A few weeks ago, I found myself standing outside a Bozeman bar at dusk, a file of topo maps tucked under one arm. I’m not the kind of person who hangs around bars (the file of maps should be a clue; I’ve discerned that these are not a usual drinking accessory) but I was waiting to meet Gregg Treinish, the founder and director of Adventurers and Scientists for Conservation (ASC), an NGO whose name alone intrigued me enough to venture out into the introvert-unfriendly universe of college-town drinking establishments. Gregg’s credential as a National Geographic Adventurer of the Year was intimidating, but when he showed up and spent the first fifteen minutes of our conversation talking about how inspiring he finds wolverines, I figured we were on equal footing in at least one respect. This was fortunate, since a mutual friend had contacted me in January to talk about putting together an exciting, wolverine-related adventure with Gregg and a few other people, and I wasn’t really prepared to spend time in the remote backcountry with someone who intimidated me with his athleticism. An athletic individual committed to wolverines, however – I could deal with that.
Earlier this week, an article about ASC appeared in the New York Times, putting the organization – and wolverines! – in headline news at America’s newspaper of record. The article and attached video feature gulos, and the narration and the interviews in the film segment contain solid information about the species (I’ve been told that it’s better to collect hair samples with tweezers rather than bare hands, since this minimizes the risk of cross-contamination of the DNA, but that’s the only very minor issue that I would raise), but the larger arc of the article is about the as-yet-untapped potential of citizen science among the outdoor set.
In his phenomenal book Annals of the Former World, John McPhee relates the story of geologist Jean de Charpentier, whose work influenced Louis Agassiz, the geologist renowned for pioneering the field of glaciology. In McPhee’s telling, Charpentier was climbing in the Alps one day in 1815 when he met a mountaineer and hunter who had spent most of his life tracking chamois and climbing peaks. This mountaineer pointed out to Charpentier that the boulders in the lower pastures had been placed there by ice that had melted off many years before, suggesting that at one time ice had covered much more of the mountains than it did in 1815. Although Charpentier didn’t believe the mountaineer, he reported the comments, other geologists picked up on the idea that mountain glaciers moved rocks around and shaped the peaks, and Charpentier himself eventually accepted the theory and published work on it. Agassiz expanded this notion one step further to realize that glaciers had once existed at far larger scales, and that much of the topography of the mountainous north had been shaped by glacial ice. He had the technical expertise to understand the implication of the mountaineer’s notion, but he hadn’t spent adequate time in the mountains to have reached this conclusion on his own. The scientific community needed someone who had been out in that environment over the long term to put the pieces together.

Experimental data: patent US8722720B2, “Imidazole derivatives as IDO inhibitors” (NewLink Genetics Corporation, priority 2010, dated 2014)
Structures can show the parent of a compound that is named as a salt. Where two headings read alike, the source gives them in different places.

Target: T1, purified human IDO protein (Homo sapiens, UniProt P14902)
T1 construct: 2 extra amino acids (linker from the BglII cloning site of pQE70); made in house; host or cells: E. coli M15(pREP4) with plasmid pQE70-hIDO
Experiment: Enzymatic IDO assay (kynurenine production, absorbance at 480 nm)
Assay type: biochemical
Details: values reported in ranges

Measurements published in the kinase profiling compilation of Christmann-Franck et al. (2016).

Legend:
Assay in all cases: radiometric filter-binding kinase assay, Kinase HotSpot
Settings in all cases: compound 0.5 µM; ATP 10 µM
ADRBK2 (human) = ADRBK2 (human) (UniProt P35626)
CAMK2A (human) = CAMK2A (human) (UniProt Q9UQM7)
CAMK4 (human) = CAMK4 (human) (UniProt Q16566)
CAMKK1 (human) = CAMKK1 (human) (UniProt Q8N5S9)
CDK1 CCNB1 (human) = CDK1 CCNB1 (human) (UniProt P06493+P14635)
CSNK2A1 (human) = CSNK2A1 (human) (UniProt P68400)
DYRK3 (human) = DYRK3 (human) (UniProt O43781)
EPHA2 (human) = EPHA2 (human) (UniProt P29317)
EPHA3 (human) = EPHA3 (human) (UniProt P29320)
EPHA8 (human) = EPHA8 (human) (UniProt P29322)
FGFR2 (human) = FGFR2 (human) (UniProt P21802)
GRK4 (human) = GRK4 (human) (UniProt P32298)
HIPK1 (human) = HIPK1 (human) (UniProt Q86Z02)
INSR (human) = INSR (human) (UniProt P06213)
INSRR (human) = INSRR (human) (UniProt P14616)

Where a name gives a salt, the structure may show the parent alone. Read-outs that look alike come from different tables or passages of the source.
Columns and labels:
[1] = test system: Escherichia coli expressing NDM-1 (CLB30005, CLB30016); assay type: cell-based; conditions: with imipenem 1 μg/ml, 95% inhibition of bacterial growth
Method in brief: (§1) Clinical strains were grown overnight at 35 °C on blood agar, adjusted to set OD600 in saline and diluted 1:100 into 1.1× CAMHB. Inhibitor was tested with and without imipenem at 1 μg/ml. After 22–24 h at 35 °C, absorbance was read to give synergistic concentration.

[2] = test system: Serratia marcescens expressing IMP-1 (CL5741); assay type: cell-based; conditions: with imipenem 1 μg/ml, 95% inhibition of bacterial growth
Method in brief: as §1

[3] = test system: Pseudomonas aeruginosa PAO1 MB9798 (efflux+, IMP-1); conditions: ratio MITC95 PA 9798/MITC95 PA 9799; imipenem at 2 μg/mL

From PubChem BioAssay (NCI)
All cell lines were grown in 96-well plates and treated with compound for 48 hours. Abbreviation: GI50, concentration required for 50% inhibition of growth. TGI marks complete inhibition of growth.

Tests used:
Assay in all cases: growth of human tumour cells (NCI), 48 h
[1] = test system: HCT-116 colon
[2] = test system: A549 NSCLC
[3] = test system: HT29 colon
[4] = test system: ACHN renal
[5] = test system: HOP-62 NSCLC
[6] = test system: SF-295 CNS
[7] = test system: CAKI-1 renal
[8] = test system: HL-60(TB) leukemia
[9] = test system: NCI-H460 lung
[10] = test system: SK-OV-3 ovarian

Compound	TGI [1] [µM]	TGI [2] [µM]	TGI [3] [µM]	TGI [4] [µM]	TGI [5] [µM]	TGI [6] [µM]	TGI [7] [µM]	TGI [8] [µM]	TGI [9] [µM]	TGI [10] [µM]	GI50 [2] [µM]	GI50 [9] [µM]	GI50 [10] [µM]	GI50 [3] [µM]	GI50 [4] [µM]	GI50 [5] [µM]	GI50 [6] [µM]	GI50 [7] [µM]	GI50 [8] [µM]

This story has stuck with me for years, as an illustration of the importance of being out in the world you’re studying, and of listening to people who spend even more time out there than you do. Scientists these days spend more time than we would like stuck at a computer, and Americans have reached a level of socio-economic development in which adventure has become its own endeavor, separate from either science or survival. Citizen science in general, and organizations like ASC, illustrate that the separation isn’t strictly necessary. The outdoor adventure community consists of smart, generous people who care about the environments in which they’re skiing, climbing, kayaking, rafting, and hiking, and most of them want to contribute to protecting those environments and are eager to share observations that they’ve made. Creating a vehicle to organize connections between these two groups is a great idea. I have some qualms about data-quality issues and the need for rigor, but perhaps the existence of such an organization will prompt adventurers to gain those skills, and perhaps it will also prompt scientists to figure out how to summarize what they do to a lay public.
Wolverines are especially emblematic of the potential for citizen science among adventurers, and adventurous climbers may be particularly important to scientific research in mountainous regions where wolverines and other climate sensitive species live. Like the mountaineer of the Alps – his name was Perraudin, to give him equal credit with his more celebrated contemporaries – hikers and climbers spend far more time than scientists do in high altitude environments, and their observations can be important. So it’s really great to see that more and more projects are working to tap this potential.